Celebrating public engagement: Highlights from ADR Northern Ireland
In this blog, Elizabeth Nelson, Public Engagement, Communications and Impact Manager for the Administrative Data Research Centre Northern Ireland (ADRC NI) discusses public engagement work from ADR Northern Ireland to make one year since the publication of the ADR UK Public Engagement Strategy.
Covid-19 vastly increased public awareness of the importance of data. It demonstrated, in a limited way, how data could be used for public good in the tracking, understanding and fighting of Covid-19. However, this work focused on health data, which is one small part of the data landscape. We want to keep the public momentum going behind these data-focused conversations by asking questions such as:
What does this increase in data use mean for public engagement and involvement?
Who defines public good?
Who decides what data is used, by whom, and for what?
How do we design data engagement to address these questions?
To address these questions in Northern Ireland, we are setting up the first Northern Ireland Public Data Panel (NIPDP) which was successfully piloted this year. Its purpose will be to provide a forum for the public voice on the use and reuse of public data in research, policymaking, service provision, and other functions.
The NIPDP will exist to involve publics in all aspects of the use of data for public benefit. This will include testing public assumptions about the use of data in research and digital innovation, developing public data literacy and defining what ‘public good’ means in this field. The panel will also shape the direction of service delivery and policymaking in Northern Ireland.
Ultimately the panel will be a place where the decisions around how and why data is used can start to become democratised. Collectively, data can tell us a lot about society and help us to develop evidence to address our most pressing issues. We can't, however, forget or fail to provide space for the people whose lives make up the data to be involved in the process.
Reflections on the NIPDP pilot
In response to the varied data landscape, NIPDP pilot was delivered as a partnership between data stakeholders ADRC NI (part of ADR Northern Ireland), the Northern Ireland Trusted Research Environment (NITRE), Belfast City Council’s City Innovation Office, and Big Motive, a design consultancy. Using a service design approach, we interviewed engagement practitioners to gather best practice information. We then delivered two deliberative public workshops that focused on capacity-building, interactive discussions, and questions to gauge participants’ knowledge and comfort level with various data-driven decisions and innovations.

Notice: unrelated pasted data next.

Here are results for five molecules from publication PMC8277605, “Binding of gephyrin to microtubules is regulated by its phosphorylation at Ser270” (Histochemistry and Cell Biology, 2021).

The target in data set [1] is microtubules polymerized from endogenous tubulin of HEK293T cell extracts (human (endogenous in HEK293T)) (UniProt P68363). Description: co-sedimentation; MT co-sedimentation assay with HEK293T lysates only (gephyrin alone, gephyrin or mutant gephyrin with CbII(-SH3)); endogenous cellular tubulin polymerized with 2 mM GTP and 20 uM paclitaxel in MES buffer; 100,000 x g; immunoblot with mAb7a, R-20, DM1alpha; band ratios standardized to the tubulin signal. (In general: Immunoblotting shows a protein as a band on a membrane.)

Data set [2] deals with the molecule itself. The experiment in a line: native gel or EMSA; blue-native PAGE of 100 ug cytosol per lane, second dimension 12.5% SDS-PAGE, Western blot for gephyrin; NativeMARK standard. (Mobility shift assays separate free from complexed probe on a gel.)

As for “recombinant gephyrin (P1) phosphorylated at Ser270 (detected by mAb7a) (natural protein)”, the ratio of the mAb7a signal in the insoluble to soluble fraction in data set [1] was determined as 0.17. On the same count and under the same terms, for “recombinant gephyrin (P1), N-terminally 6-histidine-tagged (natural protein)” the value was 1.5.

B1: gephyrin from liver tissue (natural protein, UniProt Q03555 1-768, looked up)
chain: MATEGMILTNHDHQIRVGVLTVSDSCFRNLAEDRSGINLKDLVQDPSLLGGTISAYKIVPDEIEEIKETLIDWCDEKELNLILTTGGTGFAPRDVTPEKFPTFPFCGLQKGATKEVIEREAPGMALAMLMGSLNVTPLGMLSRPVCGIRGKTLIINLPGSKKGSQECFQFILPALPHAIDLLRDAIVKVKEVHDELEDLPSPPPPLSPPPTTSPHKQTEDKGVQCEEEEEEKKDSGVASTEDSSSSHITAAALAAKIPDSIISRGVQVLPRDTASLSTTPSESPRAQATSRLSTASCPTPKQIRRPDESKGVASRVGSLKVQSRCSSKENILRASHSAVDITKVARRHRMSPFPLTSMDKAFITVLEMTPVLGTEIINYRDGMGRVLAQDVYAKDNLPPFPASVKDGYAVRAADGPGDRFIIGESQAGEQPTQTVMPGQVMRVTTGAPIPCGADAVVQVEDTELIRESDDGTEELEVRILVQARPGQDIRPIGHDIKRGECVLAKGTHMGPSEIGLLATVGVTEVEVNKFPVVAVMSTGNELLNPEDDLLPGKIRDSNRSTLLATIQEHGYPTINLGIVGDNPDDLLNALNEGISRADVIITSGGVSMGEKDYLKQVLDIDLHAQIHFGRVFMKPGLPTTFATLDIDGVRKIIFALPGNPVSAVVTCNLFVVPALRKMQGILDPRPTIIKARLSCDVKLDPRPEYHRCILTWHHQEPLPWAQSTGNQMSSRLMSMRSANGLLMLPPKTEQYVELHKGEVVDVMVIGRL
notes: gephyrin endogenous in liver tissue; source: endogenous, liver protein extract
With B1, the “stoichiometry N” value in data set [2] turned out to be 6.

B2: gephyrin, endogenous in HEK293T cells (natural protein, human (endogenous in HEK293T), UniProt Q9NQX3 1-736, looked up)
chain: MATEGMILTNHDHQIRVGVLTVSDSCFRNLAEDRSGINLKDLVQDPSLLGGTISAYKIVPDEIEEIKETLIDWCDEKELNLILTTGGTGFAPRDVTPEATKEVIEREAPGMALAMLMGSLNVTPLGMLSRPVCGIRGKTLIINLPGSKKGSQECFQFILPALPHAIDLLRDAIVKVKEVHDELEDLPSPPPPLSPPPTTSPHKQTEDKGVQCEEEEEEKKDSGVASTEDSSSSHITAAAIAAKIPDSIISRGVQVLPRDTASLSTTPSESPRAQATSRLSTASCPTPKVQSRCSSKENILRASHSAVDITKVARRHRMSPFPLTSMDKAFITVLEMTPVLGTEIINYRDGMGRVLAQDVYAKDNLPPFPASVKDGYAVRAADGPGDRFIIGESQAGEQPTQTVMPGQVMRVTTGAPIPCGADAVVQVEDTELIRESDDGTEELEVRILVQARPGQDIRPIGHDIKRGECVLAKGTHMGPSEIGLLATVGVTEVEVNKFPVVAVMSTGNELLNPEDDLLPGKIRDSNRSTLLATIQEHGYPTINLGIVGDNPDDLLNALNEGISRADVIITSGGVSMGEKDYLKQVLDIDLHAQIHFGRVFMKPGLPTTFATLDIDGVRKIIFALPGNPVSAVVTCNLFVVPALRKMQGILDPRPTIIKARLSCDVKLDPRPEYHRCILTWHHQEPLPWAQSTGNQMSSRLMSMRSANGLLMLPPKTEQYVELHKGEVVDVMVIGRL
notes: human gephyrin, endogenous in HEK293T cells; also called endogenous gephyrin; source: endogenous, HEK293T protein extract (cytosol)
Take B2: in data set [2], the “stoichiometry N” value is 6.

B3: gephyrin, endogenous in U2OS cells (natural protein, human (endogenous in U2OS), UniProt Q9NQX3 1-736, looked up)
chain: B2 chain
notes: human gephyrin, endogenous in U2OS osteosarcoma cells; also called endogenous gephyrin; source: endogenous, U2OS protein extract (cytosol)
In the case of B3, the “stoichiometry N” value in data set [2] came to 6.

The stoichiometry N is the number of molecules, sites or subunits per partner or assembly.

A final report of the NIPDP pilot was published earlier this week and includes some of the following recommendations:
The NIPDP should be established to provide a forum for publics to learn about, discuss, and impact the data landscape in Northern Ireland
The NIPDP should ideally be run as a partnership between several different sectors and organisations, and operate independently of any one organisation within the partnership
Different barriers faced by different communities and populations, such as socioeconomic factors, must be recognised and mitigated
Appropriate recruitment measures should be identified to avoid missing ‘under-served’ local communities and centring inclusion and diversity within recruitment efforts
The NIPDP should draw on best practice standards from existing public panels, but also adapt its approach as and where necessary to reflect and respond to the circumstances of Northern Ireland
The NIPDP should be strategically linked to decision-makers so that feedback from members has the best chance of making a positive impact on people’s lives and upholding the goal of democratising data
The delivery of NIPDP should be iterative and co-created with its members.
Perhaps the most important recommendation is the final one, which stresses that the NIPDP must be continually created and re-created with its members as a driving force. This will be another step forward in democratising data and realising, as much as possible, the involvement of the public in the use of their data.
We are excited to continue driving forward the formal establishment of the NIPDP and put these recommendations into practice. With funding secured through ADR UK for Phase One, NIPDP will open to recruitment in early 2023, with the first deliberative panel anticipated in late spring.
We are also committed to working with our partners across ADR UK to embed the learning from NIPDP and to learn from existing expertise. We hope that our work in Northern Ireland will inspire others across the sector to examine how they can support the democratisation of data within their work.
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